OpenAI wants to work with organizations to create new AI training data sets

It’s an open secret that the data sets used to train AI models are highly flawed.

Image corpora INTERESTS to be US- and Western-centric, in part because Western images dominated the internet when the data sets were compiled. And as recently highlighted by a study from the Allen Institute for AI, the data used to train large language models like Meta’s Llama 2 contains toxic language and biases.

Models magnify these errors in harmful ways. Now, OpenAI says it wants to counter them by partnering with outside institutions to create new, hopefully improved data sets.

OpenAI today announced Data Partnerships, an effort to collaborate with third-party organizations to build public and private data sets for AI model training. In a blog postOpenAI says the Data Partnerships are intended to “enable more organizations to help guide the future of AI” and “benefit from more useful models.”

“In order to ultimately make (AI) safe and useful for all of humanity, we want AI models to understand well all subjects, industries, cultures and languages, which requires a broad set of training data as much as possible,” writes OpenAI. “Incorporating your content can make AI models more helpful to you by increasing their understanding of your domain.”

As part of its Data Partnerships program, OpenAI says it will collect “large-scale” data sets that “reflect human society” and are not easily accessible online today. While the company plans to work with a wide range of methods, including images, audio and video, especially looking for data that “expresses human intent” (eg long-form writing or conversations) in different languages, topics and formats.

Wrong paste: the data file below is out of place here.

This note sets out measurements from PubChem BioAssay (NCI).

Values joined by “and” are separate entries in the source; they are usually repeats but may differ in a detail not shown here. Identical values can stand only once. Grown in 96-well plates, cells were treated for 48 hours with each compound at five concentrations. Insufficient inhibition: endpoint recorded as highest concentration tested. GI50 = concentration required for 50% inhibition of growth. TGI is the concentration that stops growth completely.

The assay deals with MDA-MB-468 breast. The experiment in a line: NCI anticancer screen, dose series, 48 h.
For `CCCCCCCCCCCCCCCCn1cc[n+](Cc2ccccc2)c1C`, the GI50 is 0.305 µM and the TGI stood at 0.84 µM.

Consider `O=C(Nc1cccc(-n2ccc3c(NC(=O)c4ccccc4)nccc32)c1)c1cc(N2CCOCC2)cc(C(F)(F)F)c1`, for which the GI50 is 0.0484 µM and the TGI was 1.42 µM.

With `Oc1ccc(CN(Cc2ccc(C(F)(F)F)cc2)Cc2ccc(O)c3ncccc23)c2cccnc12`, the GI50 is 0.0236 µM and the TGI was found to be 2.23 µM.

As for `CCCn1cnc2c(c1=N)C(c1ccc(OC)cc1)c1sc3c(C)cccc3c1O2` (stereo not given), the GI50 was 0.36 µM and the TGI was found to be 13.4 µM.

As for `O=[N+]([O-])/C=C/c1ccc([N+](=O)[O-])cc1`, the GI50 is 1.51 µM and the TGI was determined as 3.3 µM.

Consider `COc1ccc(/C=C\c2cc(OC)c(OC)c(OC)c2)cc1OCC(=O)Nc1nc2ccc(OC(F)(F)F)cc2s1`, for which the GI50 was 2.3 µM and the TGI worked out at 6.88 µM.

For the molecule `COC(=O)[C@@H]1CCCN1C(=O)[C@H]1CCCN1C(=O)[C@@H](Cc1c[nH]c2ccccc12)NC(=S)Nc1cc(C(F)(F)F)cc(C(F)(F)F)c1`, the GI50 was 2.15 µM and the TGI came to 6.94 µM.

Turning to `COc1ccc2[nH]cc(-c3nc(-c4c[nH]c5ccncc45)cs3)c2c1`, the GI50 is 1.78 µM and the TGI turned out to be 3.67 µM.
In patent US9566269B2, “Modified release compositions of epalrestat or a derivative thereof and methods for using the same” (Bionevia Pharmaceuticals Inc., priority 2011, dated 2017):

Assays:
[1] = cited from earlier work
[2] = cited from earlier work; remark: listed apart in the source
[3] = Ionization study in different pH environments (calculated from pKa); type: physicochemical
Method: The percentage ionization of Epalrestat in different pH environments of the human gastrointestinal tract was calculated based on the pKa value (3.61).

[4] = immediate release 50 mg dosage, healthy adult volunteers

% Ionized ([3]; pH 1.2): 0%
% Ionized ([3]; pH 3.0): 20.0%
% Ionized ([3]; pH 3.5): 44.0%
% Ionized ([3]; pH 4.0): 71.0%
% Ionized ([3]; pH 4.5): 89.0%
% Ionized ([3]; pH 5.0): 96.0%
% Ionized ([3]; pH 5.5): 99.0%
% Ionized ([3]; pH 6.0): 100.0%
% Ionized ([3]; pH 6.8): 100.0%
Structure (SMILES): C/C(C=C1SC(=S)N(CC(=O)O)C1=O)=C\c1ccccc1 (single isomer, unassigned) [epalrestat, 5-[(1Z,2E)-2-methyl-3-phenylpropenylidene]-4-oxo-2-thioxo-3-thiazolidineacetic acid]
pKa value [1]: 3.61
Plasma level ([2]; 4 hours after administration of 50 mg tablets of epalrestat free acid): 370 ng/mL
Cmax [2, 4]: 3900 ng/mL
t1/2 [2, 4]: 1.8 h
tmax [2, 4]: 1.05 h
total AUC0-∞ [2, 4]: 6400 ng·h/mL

OpenAI says it will work with organizations to digitize training data where necessary, using a combination of optical character recognition and automatic speech recognition tools and removing sensitive or personal information where necessary.

To begin with, OpenAI is looking to create two types of data sets: an open source data set that can be made public for anyone to use in AI model training and a set of private data sets for proprietary training. AI models. Private sets are intended for organizations that want to keep their data private but want OpenAI models to have a better understanding of their domain, OpenAI says; to date, OpenAI’s been working with the Icelandic Government and Miðeind ehf to improve GPT-4’s ability to speak Icelandic and the Free Law Project to improve the understanding of its models of legal documents.

“In general, we are looking for partners who want to help us teach AI to understand our world to be the most helpful to everyone,” OpenAI wrote.

So, could OpenAI be better than the many data-building efforts that came before it? I’m not sure – minimizing bias in the data set is a problem that has puzzled many experts in the world. At the very least, I hope the company is clear about the process – and about the challenges that will inevitably be encountered in creating these data sets.

Despite the strange language of the blog post, there also seems to be a clear commercial motivation, here, to improve the performance of OpenAI models at the expense of others – and without paying for the tags – belongs to the data to speak. I believe that is within OpenAI’s prerogative. But it seems a little tone deaf given the open letters and lawsuits by creators who say OpenAI trained many of its models on their work without permission or compensation.

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